Lessons Learned from Banned Books

Today caps off this year’s Banned Books Week, the one week wherein reading rebels celebrate their right to read whatever they desire. The American Library Association runs the campaign to bring awareness to those books frequently challenged in school, libraries, and retail outlets, and promotes intellectual freedom in those sacred book places.

In 2008, 661 titles were disputed somewhere in the United States, titles including The Prince of Tides, The Lovely Bones, and even Winnie the Pooh. Sex, violence, race relations, and ani-Christian messages are the reasons most cited when books are challenged or stolen from schools and libraries. The good stuff, of course.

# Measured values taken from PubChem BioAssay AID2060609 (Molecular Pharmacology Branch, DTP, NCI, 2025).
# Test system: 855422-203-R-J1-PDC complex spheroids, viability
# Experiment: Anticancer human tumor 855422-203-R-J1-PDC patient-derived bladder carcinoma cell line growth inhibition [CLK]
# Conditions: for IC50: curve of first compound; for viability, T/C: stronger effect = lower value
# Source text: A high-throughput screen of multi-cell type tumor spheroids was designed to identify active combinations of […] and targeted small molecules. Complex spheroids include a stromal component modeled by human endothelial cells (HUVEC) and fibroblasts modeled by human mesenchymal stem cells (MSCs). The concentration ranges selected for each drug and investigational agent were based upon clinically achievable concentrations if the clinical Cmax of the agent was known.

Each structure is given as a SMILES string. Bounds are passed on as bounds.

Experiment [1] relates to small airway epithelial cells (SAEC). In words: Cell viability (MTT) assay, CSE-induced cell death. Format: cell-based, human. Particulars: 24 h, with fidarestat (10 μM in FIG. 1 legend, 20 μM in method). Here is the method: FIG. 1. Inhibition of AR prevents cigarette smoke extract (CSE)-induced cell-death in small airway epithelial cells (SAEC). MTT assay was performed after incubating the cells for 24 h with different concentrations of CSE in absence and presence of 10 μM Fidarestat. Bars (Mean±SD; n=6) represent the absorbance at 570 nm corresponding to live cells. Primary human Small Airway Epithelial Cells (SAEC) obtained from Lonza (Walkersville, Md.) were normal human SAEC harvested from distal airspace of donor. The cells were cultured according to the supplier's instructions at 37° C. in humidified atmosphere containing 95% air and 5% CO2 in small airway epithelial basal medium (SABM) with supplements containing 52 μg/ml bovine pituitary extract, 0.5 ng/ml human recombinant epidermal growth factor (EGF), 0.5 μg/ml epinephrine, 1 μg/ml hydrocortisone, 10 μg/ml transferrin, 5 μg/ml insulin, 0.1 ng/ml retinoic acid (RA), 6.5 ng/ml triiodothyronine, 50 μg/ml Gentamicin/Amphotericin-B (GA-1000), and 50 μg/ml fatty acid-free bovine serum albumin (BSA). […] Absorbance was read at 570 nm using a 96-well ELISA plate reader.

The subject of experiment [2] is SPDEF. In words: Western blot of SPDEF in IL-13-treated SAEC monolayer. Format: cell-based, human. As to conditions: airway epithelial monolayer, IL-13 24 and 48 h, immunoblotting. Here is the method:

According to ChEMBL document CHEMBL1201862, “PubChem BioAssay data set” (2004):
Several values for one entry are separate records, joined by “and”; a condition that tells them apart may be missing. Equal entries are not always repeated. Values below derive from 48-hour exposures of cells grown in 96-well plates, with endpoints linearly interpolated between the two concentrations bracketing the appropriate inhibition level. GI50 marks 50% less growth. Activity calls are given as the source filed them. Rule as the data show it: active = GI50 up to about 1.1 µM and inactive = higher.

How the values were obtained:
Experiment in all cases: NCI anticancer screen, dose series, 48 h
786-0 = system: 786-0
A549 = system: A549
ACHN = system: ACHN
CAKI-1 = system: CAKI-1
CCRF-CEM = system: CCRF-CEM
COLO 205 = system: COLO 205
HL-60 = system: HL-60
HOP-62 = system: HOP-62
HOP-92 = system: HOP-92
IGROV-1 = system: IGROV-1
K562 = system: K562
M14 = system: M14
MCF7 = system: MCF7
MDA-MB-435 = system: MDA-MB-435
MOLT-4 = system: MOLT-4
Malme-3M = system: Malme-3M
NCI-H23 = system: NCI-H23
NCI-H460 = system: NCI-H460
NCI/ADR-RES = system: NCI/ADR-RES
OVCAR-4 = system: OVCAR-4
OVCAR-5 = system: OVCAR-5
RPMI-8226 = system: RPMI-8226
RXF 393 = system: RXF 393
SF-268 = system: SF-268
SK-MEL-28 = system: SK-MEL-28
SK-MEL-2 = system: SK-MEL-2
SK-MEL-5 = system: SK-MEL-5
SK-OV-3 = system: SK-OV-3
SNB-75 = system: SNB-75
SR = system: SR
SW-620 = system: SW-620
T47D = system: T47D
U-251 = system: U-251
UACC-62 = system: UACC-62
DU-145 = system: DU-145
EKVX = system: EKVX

This article at NYTimes.com mentions a case in which a Maine patron stole It’s Perfectly Normal: A Book about Changing Bodies, Growing Up, Sex, and Sexual Health from his local library due to its “amoral, abnormal contents”. The patron is to be tried for theft. (Abnormal?)

You know, while I know I should be upset by the inanity of book banning, the frequency with which it occurs in America makes me a little bit happy. Books, it appears, still have power. Enough for that Maine reader to risk losing a court case and probably paying out stacks in fees and fines. The book banner rarely, if ever, wins. And the more they dispute these books, the more treasured they become. Win for the Rebel Readers.

At least that’s my experience reading and rereading The Chocolate War, Forever, and The Outsiders over the years. What a thrill to know that when it was most necessary, you, rebellious teenage reader, received the education so many tried to steer you away from. It’s those books we cherish, that taught us everything we needed to know about all that heavy stuff, that adult stuff.